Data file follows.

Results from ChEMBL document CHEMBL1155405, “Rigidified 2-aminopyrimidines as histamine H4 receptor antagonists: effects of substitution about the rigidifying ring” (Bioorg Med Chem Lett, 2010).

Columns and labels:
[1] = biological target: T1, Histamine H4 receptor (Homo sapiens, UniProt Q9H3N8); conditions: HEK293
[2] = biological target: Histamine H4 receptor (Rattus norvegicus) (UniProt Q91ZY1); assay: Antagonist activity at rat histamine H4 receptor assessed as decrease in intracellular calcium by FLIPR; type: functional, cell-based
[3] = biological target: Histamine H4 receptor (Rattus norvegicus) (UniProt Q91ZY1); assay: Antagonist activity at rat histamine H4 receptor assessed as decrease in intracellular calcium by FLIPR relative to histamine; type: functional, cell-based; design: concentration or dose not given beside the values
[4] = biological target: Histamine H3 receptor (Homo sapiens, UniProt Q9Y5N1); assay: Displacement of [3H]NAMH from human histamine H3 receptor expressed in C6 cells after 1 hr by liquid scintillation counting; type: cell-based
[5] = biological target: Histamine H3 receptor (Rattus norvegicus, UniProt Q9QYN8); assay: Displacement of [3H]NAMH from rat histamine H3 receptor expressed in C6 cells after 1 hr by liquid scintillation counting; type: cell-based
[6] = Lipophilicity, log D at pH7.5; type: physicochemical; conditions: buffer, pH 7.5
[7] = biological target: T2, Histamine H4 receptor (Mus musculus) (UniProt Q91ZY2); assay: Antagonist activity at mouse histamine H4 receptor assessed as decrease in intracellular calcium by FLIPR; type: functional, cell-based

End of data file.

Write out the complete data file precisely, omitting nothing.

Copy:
Results from ChEMBL document CHEMBL1155405, “Rigidified 2-aminopyrimidines as histamine H4 receptor antagonists: effects of substitution about the rigidifying ring” (Bioorg Med Chem Lett, 2010).

Columns and labels:
[1] = biological target: T1, Histamine H4 receptor (Homo sapiens, UniProt Q9H3N8); conditions: HEK293
[2] = biological target: Histamine H4 receptor (Rattus norvegicus) (UniProt Q91ZY1); assay: Antagonist activity at rat histamine H4 receptor assessed as decrease in intracellular calcium by FLIPR; type: functional, cell-based
[3] = biological target: Histamine H4 receptor (Rattus norvegicus) (UniProt Q91ZY1); assay: Antagonist activity at rat histamine H4 receptor assessed as decrease in intracellular calcium by FLIPR relative to histamine; type: functional, cell-based; design: concentration or dose not given beside the values
[4] = biological target: Histamine H3 receptor (Homo sapiens, UniProt Q9Y5N1); assay: Displacement of [3H]NAMH from human histamine H3 receptor expressed in C6 cells after 1 hr by liquid scintillation counting; type: cell-based
[5] = biological target: Histamine H3 receptor (Rattus norvegicus, UniProt Q9QYN8); assay: Displacement of [3H]NAMH from rat histamine H3 receptor expressed in C6 cells after 1 hr by liquid scintillation counting; type: cell-based
[6] = Lipophilicity, log D at pH7.5; type: physicochemical; conditions: buffer, pH 7.5
[7] = biological target: T2, Histamine H4 receptor (Mus musculus) (UniProt Q91ZY2); assay: Antagonist activity at mouse histamine H4 receptor assessed as decrease in intracellular calcium by FLIPR; type: functional, cell-based